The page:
force, aided by a large number of sharpshooters, who were concealed in and behind their tents, and who all together opened such a deadly and well-aimed fire as to make it impossible to hold the point gained by us, and compelled us to fall back, with a considerable loss in killed and wounded. In falling back, however, there was much confusion and disorder, and, owing to the hurried manner and the fire under which we were compelled to reform the regiment, some of the companies composing it did not take their proper positions in line of battle, and many of the men were not even in their own companies or regiments.
We then pushed forward and soon gained our former position, but found the enemy had fallen back from his first position and taken a stand with the battery about 1,000 yards in their of his camp.
Pushing forward we were again soon engaged, and after some considerable firing the battery was finally captured, which, we believe, proved to be the Michigan City.
Here we had wounded Major Mason and Lieutenants H. B. Barrow and Cunningham, together with quite a number killed and wounded.
In this second charge and on the fall of this battery our regiment became more and more divided and scattered. Some of them, as I learn, pursuing the then fleeing enemy on the right, while others went to the extreme left and center. That portion which went to the center were flanked on the left by an ambuscade of the enemy, were driven from this point with a heavy loss, and fell back to the main forces, where the order was given to fall back, and fell back to the main forces, where the order was given to fall back all along that portion of our line, which command was executed in order. After falling back the firing on this portion of our line almost entirely ceased.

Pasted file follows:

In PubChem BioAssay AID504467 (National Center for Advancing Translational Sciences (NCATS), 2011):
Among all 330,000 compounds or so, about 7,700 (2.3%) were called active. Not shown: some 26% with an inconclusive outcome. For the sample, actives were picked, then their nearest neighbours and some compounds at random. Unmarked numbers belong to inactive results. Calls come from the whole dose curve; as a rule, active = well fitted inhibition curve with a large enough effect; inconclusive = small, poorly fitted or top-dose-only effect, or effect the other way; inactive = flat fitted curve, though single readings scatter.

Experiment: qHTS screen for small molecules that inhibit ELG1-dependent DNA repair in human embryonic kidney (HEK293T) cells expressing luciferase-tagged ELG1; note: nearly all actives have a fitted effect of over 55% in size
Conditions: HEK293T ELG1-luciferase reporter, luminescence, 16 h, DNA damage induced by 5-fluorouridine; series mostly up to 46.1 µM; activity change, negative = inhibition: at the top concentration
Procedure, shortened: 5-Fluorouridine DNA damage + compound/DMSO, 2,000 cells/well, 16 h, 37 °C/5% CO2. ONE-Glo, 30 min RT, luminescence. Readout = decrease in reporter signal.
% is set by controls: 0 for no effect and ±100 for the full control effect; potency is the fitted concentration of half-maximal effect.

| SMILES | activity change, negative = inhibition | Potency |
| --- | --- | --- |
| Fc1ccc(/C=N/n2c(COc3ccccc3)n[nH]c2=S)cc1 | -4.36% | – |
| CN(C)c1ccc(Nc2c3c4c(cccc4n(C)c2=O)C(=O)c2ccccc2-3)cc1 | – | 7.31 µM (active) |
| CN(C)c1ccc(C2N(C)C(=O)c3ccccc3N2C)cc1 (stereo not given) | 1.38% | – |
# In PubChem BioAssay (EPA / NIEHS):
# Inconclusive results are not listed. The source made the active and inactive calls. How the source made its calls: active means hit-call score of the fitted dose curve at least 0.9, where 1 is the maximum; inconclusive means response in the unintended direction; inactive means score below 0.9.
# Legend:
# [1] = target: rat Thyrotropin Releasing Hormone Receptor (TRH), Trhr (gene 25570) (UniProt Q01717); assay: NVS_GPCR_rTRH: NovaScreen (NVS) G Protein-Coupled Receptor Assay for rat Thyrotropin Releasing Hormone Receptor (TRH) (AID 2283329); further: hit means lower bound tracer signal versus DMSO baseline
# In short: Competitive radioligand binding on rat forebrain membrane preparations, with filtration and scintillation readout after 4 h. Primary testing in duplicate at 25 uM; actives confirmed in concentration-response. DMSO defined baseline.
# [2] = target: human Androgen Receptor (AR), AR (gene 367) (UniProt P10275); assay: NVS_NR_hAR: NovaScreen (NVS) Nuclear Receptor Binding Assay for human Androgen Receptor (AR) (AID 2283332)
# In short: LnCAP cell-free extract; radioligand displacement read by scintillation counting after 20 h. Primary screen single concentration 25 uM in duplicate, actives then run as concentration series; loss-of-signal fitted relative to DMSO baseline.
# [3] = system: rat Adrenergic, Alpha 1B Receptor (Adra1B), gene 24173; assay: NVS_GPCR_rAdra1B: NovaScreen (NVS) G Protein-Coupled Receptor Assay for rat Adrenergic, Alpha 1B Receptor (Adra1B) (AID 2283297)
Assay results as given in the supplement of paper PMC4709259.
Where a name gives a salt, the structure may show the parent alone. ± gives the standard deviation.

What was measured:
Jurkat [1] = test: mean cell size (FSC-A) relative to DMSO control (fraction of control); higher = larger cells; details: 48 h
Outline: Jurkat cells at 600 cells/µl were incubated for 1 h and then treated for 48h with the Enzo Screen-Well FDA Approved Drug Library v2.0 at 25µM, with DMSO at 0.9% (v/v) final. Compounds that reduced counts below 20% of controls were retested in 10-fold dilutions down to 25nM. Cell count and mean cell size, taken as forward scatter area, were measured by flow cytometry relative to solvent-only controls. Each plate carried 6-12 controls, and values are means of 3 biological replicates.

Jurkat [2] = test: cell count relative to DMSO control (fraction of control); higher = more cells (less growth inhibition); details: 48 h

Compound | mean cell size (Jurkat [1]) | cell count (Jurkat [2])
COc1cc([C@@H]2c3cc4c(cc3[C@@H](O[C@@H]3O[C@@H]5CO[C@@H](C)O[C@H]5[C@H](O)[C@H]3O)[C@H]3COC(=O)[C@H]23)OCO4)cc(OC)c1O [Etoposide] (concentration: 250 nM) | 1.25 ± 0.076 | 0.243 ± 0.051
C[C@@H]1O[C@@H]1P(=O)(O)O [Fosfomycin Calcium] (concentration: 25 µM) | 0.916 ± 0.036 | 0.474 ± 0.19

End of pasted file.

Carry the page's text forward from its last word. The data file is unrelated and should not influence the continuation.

Remaining at this point very nearly an hour, which was occupied in efforts to rally our men together, we were ordered forward and a little to our left, but found the enemy had fallen back.
It was not long, however, until we had again engaged the enemy, and but a short time thereafter until Colonel Marks was wounded and carried from the field. This was nearly 3 p.m. The engagement was now general; the fighting desperate; our men hurried from point to point as exigencies required, until those who had up to this time remained together were greatly cut up and divided, rendering it impossible to rally any considerable number at any one point. From this time and in this manner a large majority, if not all, our men, I believe, continued to fight throughout the day.
I was ordered toward evening by Captain Blake to take my position, with what men I had, on the extreme left, where I remained until the fighting of the day had ceased; after which I started back to find our hospital, hoping there to find the majority of our regiment assembled.
Not succeeding in finding it during that night, the next morning I was directed to it, where I found some 20 or 30 men, took command of them, and immediately started for the battle-field, gathering up others on my way.
On reaching the field with my command, now numbering some 60 men or upwards, I was ordered to hurry with them to the support of General Beauregard, who was then on our extreme right. This order was punctually executed. Hurried on for about a mile to the right of the enemy's first encampment, was there halted, and by General Beauregard ordered to assist in sustaining a battery of three guns, which had been placed in charge of Colonel Allen, of the Fourth Louisiana Regiment, and to assist him in halting all stragglers.
Here I remained with my command and Captain J. Warro and Lieutenant J. H. Miller, of our regiment, moving, as ordered, to the right and